Pete Fairbanks has signed a $12 million, three-year deal with the Tampa Bay Rays

Pete Fairbanks has signed a $12 million, three-year deal with the Tampa Bay Rays

It was made public on Friday that reliever Pete Fairbanks had agreed to a three-year, $12 million contract extension with the Tampa Bay Rays that included a club option for a fourth season.

Fairbanks, 29, was dominant for the last two months of the 2022 season. He pitched 22 scoreless innings, striking out 36 people, giving up 9 hits, and walking 3 of them. Due to a torn lat muscle, Fairbanks missed the first 312 games of the season, but his return was similar to those of the previous two seasons, when he had become a strikeout machine.

The agreement, which began this season and covers all three of Fairbanks’ arbitration years, also caused their next-week arbitration hearing to be postponed. Fairbanks would be guaranteed a $1 million buyout and a salary of $7 million with escalators to $11 million under the club option.

After Fairbanks struggled in his first two big league seasons with Texas, the Rays traded him to the Rays in 2019 for second baseman Nick Solak. In 2017, Fairbanks had his second Tommy John surgery, and he was plagued by health-related questions. Fairbanks had the tools of a front-line reliever, though, with a fastball in the upper 90s and a slider at 90 mph. If he stayed healthy, he had a huge ceiling.

Fairbanks learned to use both pitches while working for Tampa Bay. After striking out 39 in 26.2 innings in his first season with the Rays, he continued to pitch in high-leverage situations in 2021. In 2022, he did this even more, making eight saves in 24 appearances while improving his wipeout slider and increasing his average fastball velocity to 99 mph.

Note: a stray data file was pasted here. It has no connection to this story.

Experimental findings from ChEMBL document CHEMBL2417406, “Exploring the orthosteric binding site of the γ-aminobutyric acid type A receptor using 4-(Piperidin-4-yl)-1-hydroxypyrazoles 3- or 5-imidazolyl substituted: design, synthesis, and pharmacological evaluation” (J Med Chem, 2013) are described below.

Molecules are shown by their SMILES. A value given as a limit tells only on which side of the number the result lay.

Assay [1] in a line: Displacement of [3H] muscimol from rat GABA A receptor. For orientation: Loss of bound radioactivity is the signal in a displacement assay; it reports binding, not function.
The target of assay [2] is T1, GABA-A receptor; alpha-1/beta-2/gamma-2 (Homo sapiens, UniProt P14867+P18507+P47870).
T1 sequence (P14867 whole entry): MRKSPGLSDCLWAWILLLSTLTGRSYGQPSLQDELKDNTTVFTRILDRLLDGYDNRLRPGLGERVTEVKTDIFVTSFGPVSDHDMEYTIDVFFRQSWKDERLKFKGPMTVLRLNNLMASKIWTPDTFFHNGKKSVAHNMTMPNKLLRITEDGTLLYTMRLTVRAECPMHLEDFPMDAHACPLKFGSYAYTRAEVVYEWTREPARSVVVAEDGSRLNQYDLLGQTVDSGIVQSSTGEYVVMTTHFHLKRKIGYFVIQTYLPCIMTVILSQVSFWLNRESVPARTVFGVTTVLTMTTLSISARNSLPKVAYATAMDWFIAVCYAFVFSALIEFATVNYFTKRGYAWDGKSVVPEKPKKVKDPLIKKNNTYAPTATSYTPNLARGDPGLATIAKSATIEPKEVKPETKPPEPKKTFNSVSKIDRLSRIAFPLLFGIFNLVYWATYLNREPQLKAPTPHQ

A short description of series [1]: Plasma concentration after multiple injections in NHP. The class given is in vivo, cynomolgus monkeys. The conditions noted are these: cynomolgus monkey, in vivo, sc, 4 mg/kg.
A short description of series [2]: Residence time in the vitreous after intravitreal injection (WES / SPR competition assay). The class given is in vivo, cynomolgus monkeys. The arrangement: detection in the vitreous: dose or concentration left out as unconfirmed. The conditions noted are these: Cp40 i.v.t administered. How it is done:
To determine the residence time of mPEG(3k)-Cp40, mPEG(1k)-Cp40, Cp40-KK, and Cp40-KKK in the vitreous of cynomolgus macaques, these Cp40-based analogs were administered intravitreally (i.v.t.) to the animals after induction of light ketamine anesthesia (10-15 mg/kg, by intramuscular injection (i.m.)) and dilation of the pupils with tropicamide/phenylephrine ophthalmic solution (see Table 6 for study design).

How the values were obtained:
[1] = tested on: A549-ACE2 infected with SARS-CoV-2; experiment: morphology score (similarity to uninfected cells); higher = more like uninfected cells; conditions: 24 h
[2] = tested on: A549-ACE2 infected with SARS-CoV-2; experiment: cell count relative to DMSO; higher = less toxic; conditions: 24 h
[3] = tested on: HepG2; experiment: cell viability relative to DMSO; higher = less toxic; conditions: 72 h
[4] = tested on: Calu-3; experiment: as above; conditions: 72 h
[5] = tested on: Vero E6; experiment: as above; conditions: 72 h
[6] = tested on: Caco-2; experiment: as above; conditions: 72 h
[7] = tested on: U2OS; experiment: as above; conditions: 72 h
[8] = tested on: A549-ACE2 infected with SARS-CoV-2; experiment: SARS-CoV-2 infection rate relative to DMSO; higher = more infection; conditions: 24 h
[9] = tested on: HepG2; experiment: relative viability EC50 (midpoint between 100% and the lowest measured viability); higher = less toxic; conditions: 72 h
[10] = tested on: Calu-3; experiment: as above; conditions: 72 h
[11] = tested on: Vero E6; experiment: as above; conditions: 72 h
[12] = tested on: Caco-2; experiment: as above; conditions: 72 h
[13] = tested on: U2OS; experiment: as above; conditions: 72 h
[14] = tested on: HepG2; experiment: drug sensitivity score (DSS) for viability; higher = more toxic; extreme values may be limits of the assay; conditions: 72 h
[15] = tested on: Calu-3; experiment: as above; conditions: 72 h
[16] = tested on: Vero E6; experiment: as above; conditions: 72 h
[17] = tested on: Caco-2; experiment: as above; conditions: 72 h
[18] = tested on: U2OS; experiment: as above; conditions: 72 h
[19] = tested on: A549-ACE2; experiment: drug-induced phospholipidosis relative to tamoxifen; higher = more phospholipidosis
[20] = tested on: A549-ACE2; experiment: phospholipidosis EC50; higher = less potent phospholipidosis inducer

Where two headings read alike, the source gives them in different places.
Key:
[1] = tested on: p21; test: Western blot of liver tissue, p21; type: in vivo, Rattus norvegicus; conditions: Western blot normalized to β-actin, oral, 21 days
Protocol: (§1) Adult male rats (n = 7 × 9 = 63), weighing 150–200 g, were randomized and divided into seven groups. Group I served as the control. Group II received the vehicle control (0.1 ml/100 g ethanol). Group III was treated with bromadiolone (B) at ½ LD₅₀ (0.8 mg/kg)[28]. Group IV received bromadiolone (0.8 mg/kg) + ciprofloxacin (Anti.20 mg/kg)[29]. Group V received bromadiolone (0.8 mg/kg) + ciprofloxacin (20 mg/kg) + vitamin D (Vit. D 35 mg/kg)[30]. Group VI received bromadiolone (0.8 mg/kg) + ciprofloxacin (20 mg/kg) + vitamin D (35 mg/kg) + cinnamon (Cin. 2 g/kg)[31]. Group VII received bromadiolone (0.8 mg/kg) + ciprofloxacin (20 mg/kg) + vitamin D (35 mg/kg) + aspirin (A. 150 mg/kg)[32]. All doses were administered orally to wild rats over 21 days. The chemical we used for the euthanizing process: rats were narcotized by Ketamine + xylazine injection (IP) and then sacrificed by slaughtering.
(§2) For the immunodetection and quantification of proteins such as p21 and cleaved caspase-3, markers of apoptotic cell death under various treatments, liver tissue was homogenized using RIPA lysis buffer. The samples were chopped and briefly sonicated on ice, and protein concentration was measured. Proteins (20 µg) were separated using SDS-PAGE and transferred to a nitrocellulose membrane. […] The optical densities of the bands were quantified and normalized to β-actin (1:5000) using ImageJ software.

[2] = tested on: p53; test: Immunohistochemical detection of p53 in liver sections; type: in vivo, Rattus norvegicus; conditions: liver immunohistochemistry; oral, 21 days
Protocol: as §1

Relief pitchers with resumes like Fairbanks’ frequently do not receive compensation that is proportional to their value in the system as a result of arbitration’s disproportionate reward for savers. Getting an option on Fairbanks’ first free agent year was enticing enough to bring both parties to an agreement, and the Tampa Bay guarantee was a hedge against that.

The Rays, who entered arbitration season with seven potential cases on the docket, completed the second long-term deal this week.

After a breakout 2022 in which he posted a 2.46 earned run average, including a 2.66 mark in 25 starts, in which he struck out 133 and walked 28 in 125 innings, left-hander Jeffrey Springs agreed to a $31 million contract for four years.